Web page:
Photo: SITE Photography

View images of the collection here.
May 14, 2020
Twyla Exner
The Gallery has acquired two works from Twyla Exner’s exhibition Cling, presented in The Cube January 17 to March 14, 2020. The works are comprised of satellite dishes infested with sculptural barnacles. They speak to prescient issues of the day: the relationship between invasive species and discarded technology. Some species of barnacles become invasive pests that cling to natural and human-made structures and remain in place long after their lifespan. Similarly the television satellite dishes that the artist reclaimed are often left clinging to the exterior of buildings long after the technology has been outdated. WiFi signals and technology invade our everyday lives, claiming to connect us while simultaneously disconnecting us from nature and the real world.

The Cube exhibition housed the majority of the barnacle satellites while the two acquired works were installed as invasive works intervening in the public space of the Atrium between the Gallery and the Thompson-Nicola Regional District Library.

This acquisition supports the practice of a British Columbian artist with a unique connection to Kamloops. Currently based in Prince George, BC, Exner taught in the Visual Arts Department at Thompson Rivers University, Kamloops, BC. She currently works as the Director of Public Programs at Two Rivers Gallery in Prince George.

Twyla Exner
Cling, 2017-2020
satellite, cast urethane
Collection of the Kamloops Art Gallery
Photo: Cory Hope
View images of the collection here.
January 30, 2020
Jayce Salloum
The 2009 Kamloops Art Gallery touring exhibition Jayce Salloum: History of the Present {Selected Work from 1988 – 2009} was the first comprehensive survey of Lebanese Canadian artist Jayce Salloum’s artistic practice. This year the Gallery finalized the acquisition of a significant body of work from this exhibition.

untitled: location/dis-location(s) is the second series in the artist’s ongoing untitled photographs series, all of which engage in the representation of public and private space, the tableaux of commercial enterprises acting as ideological stage fronts, domestic settings, and the spaces of intimacy found in between both. This series takes as its primary subject the city of Vancouver, but includes images from other cities and locations, including New York, Paris, Los Angeles and rural Afghanistan, which the artist visited in 2008. Comprised of photographs taken from 1996 to 2009, untitled: location/dis-location(s) visualizes “natural,” urban, semi-urban, and sub-urban environments as constructed views. Salloum’s collection of images represent his subjective response to “place” and suggest a dislocation from these sites, which are places in constant flux, progressing, mutating, persisting, resisting or collapsing under the pressures of regulated and unregulated development, crisis and contestation.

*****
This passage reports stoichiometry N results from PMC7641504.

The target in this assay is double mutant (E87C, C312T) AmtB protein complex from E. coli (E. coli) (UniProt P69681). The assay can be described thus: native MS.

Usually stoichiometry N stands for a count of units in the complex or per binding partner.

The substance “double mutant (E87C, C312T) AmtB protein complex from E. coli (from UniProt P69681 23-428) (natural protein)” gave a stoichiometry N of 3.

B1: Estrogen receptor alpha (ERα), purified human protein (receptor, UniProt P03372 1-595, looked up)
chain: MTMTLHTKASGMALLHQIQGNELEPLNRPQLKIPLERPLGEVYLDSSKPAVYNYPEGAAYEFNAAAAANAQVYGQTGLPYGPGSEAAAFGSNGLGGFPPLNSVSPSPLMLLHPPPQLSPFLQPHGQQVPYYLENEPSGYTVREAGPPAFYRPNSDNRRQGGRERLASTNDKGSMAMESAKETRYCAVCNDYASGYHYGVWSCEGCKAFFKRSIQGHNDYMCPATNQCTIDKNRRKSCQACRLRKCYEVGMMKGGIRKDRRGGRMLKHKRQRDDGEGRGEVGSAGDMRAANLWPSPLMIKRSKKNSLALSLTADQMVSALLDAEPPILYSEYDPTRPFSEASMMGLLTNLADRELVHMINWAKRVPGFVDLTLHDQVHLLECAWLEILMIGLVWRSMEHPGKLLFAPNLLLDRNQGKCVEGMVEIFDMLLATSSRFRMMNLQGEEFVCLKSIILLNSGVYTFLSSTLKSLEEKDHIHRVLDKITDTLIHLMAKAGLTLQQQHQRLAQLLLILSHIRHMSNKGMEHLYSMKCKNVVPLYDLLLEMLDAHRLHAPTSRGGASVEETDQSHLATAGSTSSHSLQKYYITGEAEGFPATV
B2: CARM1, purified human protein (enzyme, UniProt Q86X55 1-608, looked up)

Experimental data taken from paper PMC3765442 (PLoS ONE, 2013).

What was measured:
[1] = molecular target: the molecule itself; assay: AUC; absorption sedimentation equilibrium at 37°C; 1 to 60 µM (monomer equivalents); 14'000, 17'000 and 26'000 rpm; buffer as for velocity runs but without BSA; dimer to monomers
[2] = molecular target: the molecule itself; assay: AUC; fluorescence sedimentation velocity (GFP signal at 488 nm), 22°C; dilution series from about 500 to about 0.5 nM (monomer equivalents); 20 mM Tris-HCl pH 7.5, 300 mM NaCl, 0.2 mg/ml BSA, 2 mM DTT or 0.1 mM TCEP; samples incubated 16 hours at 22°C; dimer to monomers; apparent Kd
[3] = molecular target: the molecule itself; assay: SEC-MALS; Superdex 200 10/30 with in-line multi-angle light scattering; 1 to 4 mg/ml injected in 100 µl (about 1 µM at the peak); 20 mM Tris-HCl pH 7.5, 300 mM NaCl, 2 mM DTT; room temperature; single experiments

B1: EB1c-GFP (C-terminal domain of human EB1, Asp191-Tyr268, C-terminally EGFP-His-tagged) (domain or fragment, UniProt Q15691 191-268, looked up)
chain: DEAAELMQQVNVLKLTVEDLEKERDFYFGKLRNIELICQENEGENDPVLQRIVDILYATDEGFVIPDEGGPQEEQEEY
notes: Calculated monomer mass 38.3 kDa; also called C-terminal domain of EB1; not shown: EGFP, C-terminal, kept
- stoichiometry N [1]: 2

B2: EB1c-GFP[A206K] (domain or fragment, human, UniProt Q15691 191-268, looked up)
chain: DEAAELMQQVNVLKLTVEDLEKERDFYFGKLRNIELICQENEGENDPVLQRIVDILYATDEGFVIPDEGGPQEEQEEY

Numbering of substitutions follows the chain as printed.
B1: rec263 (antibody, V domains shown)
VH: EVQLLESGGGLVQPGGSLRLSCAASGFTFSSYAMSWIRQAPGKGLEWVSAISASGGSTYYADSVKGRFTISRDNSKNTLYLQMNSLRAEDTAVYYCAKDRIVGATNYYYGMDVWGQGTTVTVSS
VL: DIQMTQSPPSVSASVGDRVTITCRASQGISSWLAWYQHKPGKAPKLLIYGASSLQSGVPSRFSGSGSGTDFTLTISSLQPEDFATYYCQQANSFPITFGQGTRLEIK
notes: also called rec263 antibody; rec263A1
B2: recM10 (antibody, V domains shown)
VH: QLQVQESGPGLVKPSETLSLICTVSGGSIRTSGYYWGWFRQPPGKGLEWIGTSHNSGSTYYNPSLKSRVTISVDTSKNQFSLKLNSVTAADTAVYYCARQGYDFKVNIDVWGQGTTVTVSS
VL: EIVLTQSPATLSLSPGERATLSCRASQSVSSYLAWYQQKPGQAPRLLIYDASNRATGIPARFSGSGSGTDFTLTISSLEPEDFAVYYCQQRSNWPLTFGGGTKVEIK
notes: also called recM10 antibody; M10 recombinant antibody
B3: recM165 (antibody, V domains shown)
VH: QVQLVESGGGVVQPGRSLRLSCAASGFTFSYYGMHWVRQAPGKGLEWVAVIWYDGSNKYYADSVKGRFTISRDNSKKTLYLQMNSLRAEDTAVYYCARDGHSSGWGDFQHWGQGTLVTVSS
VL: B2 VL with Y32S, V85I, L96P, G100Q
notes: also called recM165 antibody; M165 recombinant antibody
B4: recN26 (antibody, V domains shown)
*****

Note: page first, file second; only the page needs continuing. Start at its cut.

In 2014 Jayce Salloum was the recipient of a Governor General’s award in the visual arts in acknowledgement of his contributions to the arts in Canada. His work has included curatorial projects and community workshops; he has been consistently committed to supporting the work of emerging artists and those from marginalized communities. Salloum’s unique approach to the archive, documentary, storytelling and community engagement through art contributes to imminent dialogues about what constitutes contemporary art.
untitled photographs: location/dis-location(s), 1996 – ongoing (detail) 94 (inkjet) photographs Collection of the Kamloops Art Gallery, gift of the Artist
View images of the collection here.